Cabrillo Beach Pier (San Pedro) — Alex at the Rusty Hook, 245 N Gaffey St., San Pedro, said there’s a pretty decent bite going on for sand bass and those with the know how continue to pull in the occasional halibut. The bottom waters also yield an occasional sculpin (scorpionfish) but there’s been limited action in the top waters. Mackerel make an occasional appearance but it’s nothing you can depend upon and there haven’t been any reports o0f bonito. Sharays, mainly small smoothhound sharks, bat rays and an occasional shovelnose shark (guitarfish) finish the mix. How To Get There: Take the Harbor Freeway (I-110) south; it will turn into Gaffey St. Follow it to 22nd Street and turn left. Follow 22nd St. to Pacific Ave. and turn right. Follow Pacific Ave. to 36th Street and the entrance to Cabrillo Park.
Green Pleasure Pier (Avalon, Catalina Island) – Expect the normal species—kelp bass, rock wrasse, senorita, opaleye, halfmoon, and sheephead. How To Get There: The trick here is to get to Catalina. Ships and helicopters make the journey several times a day from the Port of Los Angeles, Long Beach, Newport Beach (near the Balboa Pier) and Dana Harbor. Information is available on all of these by calling the Avalon Chamber of Commerce on the Pleasure Pier (213) 510-1520 or the Visitor's Information & Service Center (213) 510-2500. Once in Avalon there should be no problem in finding the pier, which is located at the foot of Catalina Avenue.
Cabrillo Mole (Avalon, Catalina Island) — Expect the normal species—kelp bass, rock wrasse, senorita, opaleye, halfmoon, sheephead and ocean whitefish. Some bonito and barracuda may also show up. How To Get There: The trick here is to get to Catalina. Ships and helicopters make the journey several times a day from the Port of Los Angeles, Long Beach, Newport Beach (near the Balboa Pier) and Dana Harbor. Information is available on all of these by calling the Avalon Chamber of Commerce on the Pleasure Pier (213) 510-1520 or the Visitor's Information & Service Center (213) 510-2500. Once in Avalon when you walk off the ferry onto the landing you are at the Mole.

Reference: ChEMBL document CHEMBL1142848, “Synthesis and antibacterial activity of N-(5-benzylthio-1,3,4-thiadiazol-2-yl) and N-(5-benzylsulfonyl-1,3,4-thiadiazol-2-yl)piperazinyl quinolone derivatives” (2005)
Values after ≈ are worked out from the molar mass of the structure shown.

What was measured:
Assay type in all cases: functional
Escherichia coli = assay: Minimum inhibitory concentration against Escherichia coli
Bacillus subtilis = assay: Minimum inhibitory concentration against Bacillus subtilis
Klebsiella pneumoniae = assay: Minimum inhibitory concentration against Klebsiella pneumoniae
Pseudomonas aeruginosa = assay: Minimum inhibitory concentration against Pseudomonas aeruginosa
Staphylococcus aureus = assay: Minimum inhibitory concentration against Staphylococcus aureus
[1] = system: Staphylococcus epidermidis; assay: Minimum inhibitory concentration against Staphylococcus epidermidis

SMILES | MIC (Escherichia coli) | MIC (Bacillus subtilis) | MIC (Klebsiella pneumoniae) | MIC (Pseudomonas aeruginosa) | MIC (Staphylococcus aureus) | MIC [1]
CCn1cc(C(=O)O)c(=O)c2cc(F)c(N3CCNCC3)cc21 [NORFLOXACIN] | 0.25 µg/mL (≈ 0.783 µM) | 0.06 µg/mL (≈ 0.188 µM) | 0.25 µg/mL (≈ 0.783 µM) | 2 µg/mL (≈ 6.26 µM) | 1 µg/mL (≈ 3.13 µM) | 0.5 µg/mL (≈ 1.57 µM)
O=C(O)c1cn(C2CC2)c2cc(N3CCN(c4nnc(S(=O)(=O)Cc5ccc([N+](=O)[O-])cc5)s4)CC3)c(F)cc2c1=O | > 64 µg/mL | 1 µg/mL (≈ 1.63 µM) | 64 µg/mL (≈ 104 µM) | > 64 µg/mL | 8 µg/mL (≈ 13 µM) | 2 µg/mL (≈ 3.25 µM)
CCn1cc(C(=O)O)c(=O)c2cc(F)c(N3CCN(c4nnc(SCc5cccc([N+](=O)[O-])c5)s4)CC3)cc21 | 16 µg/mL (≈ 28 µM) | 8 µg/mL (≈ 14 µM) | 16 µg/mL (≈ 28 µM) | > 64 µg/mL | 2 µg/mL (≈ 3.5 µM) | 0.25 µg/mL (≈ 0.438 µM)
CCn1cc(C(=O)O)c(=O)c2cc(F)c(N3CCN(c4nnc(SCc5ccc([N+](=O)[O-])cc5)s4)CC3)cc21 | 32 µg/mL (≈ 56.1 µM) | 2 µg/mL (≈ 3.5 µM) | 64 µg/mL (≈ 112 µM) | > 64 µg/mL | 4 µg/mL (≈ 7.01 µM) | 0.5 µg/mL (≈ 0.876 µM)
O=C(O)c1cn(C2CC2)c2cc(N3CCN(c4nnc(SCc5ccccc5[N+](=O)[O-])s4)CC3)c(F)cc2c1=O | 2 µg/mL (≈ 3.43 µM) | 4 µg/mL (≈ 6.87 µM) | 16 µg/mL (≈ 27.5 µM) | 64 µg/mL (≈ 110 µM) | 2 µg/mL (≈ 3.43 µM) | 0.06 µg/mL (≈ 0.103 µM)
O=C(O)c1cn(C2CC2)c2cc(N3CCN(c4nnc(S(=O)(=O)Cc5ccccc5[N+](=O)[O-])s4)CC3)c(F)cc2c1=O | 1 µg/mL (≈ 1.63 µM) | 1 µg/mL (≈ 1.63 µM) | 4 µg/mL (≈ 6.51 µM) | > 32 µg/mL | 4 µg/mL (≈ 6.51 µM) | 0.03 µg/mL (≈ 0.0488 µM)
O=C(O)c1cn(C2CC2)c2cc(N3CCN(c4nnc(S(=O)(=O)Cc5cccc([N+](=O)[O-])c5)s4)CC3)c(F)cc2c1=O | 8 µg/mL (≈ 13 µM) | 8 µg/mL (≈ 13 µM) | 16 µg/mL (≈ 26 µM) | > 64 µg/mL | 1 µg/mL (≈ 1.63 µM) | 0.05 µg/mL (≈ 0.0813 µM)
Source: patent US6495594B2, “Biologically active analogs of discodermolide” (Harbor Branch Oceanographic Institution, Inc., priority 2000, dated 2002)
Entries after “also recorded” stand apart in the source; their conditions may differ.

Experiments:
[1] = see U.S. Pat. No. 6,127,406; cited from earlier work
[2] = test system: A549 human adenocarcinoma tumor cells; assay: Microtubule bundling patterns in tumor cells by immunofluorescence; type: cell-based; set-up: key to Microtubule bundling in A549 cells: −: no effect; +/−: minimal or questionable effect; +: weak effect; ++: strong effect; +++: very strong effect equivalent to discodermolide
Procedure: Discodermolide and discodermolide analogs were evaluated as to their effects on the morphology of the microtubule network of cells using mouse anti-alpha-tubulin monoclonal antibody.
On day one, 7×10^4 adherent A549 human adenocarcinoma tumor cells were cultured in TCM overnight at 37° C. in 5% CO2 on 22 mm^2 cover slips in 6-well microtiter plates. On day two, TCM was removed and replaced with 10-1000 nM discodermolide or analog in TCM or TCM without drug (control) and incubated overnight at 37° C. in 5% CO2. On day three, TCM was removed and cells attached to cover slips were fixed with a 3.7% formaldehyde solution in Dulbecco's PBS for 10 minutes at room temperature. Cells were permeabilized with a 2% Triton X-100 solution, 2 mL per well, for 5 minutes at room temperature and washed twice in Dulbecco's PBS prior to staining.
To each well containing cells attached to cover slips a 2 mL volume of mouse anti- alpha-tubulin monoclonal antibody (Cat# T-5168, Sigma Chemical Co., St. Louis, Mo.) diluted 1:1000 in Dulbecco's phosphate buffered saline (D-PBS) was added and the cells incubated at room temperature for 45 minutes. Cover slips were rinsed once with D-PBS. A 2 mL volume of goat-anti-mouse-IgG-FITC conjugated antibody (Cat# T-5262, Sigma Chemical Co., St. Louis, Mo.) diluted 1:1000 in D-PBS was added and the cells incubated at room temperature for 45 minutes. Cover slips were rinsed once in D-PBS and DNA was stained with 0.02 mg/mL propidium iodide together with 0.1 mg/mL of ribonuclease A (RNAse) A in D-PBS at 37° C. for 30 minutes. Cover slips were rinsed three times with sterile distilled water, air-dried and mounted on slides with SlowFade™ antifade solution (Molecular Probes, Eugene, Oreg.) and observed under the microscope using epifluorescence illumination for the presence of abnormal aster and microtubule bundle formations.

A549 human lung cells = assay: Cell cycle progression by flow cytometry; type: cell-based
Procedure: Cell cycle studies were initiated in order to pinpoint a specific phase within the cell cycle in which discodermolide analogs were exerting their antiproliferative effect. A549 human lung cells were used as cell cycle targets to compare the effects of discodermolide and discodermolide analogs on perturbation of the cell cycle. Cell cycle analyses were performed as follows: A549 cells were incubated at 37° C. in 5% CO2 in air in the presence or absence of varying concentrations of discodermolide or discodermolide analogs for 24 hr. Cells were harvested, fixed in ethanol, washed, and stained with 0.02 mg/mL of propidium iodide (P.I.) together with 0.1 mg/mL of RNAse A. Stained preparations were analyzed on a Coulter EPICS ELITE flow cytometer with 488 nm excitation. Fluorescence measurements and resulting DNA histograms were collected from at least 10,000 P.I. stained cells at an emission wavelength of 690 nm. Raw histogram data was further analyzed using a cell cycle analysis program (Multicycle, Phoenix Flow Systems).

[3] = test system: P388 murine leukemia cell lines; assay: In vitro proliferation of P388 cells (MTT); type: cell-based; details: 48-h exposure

Redondo Beach Pier —Hond at the Redondo Beach Tackle on the pier says people are catching mackerel but not much else. How To Get There: From the Pacific Coast Highway, take Torrance Blvd. west to the foot of the pier and the parking lot.
Manhattan Beach Pier — No report this month. Need a reporter. How To Get There: From Sepulveda Boulevard, turn west on Manhattan Beach Drive and follow it to the pier.
Hermosa Beach Pier — No report this month. Need a reporter. How To Get There: Take the Pacific Coast Highway (Hwy 1) to Pier Avenue and follow Pier Avenue west to the pier.
Venice Pier — No report this month. Need a reporter. How Get There: Highway 1 to Washington St., turn west and follow Washington St. to the pier.
Santa Monica Pier — No report this month. Need a reporter. How to Get There: From I-405 take Santa Monica Blvd. west to Ocean Ave. Turn left, go to Colorado Ave., and turn right onto the pier.
Malibu Pier — Ginny at Wylie’s Bait & Tackle (18757 Pacific Coast Hwy, Malibu) says she’s getting really good reports. Apparently quite a lot of halibut are being taken from both the pier and the shoreline. The only problem is that most are in the 15-18 inch range and thus need to be returned to the water. She’s also hearing tales about good sand bass action along with lesser numbers of kelp bass. Mid-pier and inshore some sargo, croaker and even corbina are being caught. Out at the end there has been some thresher shark action but it sounds like all of the fish taken were small, basically baby threshers. Hope they were returned to the water. As for her injuries, she’s slowly recovering. How To Get There: The pier fronts on the Pacific Coast Highway (Hwy 1) so just drive until you see it.